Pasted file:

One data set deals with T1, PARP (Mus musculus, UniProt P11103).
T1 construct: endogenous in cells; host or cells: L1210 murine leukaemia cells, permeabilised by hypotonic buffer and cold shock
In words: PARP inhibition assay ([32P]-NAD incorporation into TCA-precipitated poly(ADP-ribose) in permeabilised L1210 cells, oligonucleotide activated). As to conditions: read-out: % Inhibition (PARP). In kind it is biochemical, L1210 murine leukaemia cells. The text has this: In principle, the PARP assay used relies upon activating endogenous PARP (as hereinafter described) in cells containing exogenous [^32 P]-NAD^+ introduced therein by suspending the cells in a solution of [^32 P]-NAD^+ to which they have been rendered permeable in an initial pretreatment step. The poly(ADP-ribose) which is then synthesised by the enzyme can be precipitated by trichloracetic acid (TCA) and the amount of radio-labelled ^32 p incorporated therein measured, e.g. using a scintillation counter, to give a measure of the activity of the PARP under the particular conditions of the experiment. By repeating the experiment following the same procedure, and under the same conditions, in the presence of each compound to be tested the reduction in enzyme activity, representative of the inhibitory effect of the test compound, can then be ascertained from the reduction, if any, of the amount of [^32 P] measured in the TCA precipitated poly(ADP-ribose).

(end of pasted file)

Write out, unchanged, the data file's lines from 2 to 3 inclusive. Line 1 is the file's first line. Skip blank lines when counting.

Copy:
T1 construct: endogenous in cells; host or cells: L1210 murine leukaemia cells, permeabilised by hypotonic buffer and cold shock
In words: PARP inhibition assay ([32P]-NAD incorporation into TCA-precipitated poly(ADP-ribose) in permeabilised L1210 cells, oligonucleotide activated). As to conditions: read-out: % Inhibition (PARP). In kind it is biochemical, L1210 murine leukaemia cells. The text has this: In principle, the PARP assay used relies upon activating endogenous PARP (as hereinafter described) in cells containing exogenous [^32 P]-NAD^+ introduced therein by suspending the cells in a solution of [^32 P]-NAD^+ to which they have been rendered permeable in an initial pretreatment step. The poly(ADP-ribose) which is then synthesised by the enzyme can be precipitated by trichloracetic acid (TCA) and the amount of radio-labelled ^32 p incorporated therein measured, e.g. using a scintillation counter, to give a measure of the activity of the PARP under the particular conditions of the experiment. By repeating the experiment following the same procedure, and under the same conditions, in the presence of each compound to be tested the reduction in enzyme activity, representative of the inhibitory effect of the test compound, can then be ascertained from the reduction, if any, of the amount of [^32 P] measured in the TCA precipitated poly(ADP-ribose).